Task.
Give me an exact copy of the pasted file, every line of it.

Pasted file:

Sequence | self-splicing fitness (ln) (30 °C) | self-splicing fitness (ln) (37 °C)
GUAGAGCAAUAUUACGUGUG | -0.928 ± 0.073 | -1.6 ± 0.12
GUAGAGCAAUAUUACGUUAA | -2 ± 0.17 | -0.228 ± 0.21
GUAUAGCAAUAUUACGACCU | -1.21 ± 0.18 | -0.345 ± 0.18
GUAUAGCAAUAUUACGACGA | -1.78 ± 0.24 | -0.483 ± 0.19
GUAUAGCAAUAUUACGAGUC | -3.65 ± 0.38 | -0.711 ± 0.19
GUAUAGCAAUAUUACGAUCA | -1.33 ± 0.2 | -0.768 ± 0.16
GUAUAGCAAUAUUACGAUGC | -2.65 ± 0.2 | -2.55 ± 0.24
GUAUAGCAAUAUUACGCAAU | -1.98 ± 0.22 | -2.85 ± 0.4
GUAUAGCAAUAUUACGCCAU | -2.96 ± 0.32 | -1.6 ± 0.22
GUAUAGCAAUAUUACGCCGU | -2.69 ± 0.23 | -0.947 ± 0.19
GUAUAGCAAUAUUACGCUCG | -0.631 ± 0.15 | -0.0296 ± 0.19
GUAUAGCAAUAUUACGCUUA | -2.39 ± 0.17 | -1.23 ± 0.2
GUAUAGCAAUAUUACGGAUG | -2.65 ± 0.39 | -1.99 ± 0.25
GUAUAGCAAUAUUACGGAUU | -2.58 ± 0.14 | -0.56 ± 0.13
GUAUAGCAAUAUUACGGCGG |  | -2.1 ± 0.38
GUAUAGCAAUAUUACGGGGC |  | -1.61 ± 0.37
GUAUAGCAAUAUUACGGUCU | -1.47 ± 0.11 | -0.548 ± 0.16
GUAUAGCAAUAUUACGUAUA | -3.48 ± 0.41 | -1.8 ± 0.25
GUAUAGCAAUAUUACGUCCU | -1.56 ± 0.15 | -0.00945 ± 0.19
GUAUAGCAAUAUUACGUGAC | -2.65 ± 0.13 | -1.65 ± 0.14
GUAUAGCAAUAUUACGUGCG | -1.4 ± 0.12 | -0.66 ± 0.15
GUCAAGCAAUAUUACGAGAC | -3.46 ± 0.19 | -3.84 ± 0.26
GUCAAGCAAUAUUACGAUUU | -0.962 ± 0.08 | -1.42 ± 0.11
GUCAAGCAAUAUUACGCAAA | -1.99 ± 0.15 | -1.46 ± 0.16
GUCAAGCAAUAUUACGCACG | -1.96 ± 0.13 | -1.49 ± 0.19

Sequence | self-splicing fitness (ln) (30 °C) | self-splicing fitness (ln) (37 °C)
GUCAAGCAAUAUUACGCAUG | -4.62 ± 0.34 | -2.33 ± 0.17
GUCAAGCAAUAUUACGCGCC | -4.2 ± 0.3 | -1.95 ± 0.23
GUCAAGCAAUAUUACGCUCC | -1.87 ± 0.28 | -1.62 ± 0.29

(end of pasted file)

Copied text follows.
Sequence | self-splicing fitness (ln) (30 °C) | self-splicing fitness (ln) (37 °C)
GUAGAGCAAUAUUACGUGUG | -0.928 ± 0.073 | -1.6 ± 0.12
GUAGAGCAAUAUUACGUUAA | -2 ± 0.17 | -0.228 ± 0.21
GUAUAGCAAUAUUACGACCU | -1.21 ± 0.18 | -0.345 ± 0.18
GUAUAGCAAUAUUACGACGA | -1.78 ± 0.24 | -0.483 ± 0.19
GUAUAGCAAUAUUACGAGUC | -3.65 ± 0.38 | -0.711 ± 0.19
GUAUAGCAAUAUUACGAUCA | -1.33 ± 0.2 | -0.768 ± 0.16
GUAUAGCAAUAUUACGAUGC | -2.65 ± 0.2 | -2.55 ± 0.24
GUAUAGCAAUAUUACGCAAU | -1.98 ± 0.22 | -2.85 ± 0.4
GUAUAGCAAUAUUACGCCAU | -2.96 ± 0.32 | -1.6 ± 0.22
GUAUAGCAAUAUUACGCCGU | -2.69 ± 0.23 | -0.947 ± 0.19
GUAUAGCAAUAUUACGCUCG | -0.631 ± 0.15 | -0.0296 ± 0.19
GUAUAGCAAUAUUACGCUUA | -2.39 ± 0.17 | -1.23 ± 0.2
GUAUAGCAAUAUUACGGAUG | -2.65 ± 0.39 | -1.99 ± 0.25
GUAUAGCAAUAUUACGGAUU | -2.58 ± 0.14 | -0.56 ± 0.13
GUAUAGCAAUAUUACGGCGG |  | -2.1 ± 0.38
GUAUAGCAAUAUUACGGGGC |  | -1.61 ± 0.37
GUAUAGCAAUAUUACGGUCU | -1.47 ± 0.11 | -0.548 ± 0.16
GUAUAGCAAUAUUACGUAUA | -3.48 ± 0.41 | -1.8 ± 0.25
GUAUAGCAAUAUUACGUCCU | -1.56 ± 0.15 | -0.00945 ± 0.19
GUAUAGCAAUAUUACGUGAC | -2.65 ± 0.13 | -1.65 ± 0.14
GUAUAGCAAUAUUACGUGCG | -1.4 ± 0.12 | -0.66 ± 0.15
GUCAAGCAAUAUUACGAGAC | -3.46 ± 0.19 | -3.84 ± 0.26
GUCAAGCAAUAUUACGAUUU | -0.962 ± 0.08 | -1.42 ± 0.11
GUCAAGCAAUAUUACGCAAA | -1.99 ± 0.15 | -1.46 ± 0.16
GUCAAGCAAUAUUACGCACG | -1.96 ± 0.13 | -1.49 ± 0.19

Sequence | self-splicing fitness (ln) (30 °C) | self-splicing fitness (ln) (37 °C)
GUCAAGCAAUAUUACGCAUG | -4.62 ± 0.34 | -2.33 ± 0.17
GUCAAGCAAUAUUACGCGCC | -4.2 ± 0.3 | -1.95 ± 0.23
GUCAAGCAAUAUUACGCUCC | -1.87 ± 0.28 | -1.62 ± 0.29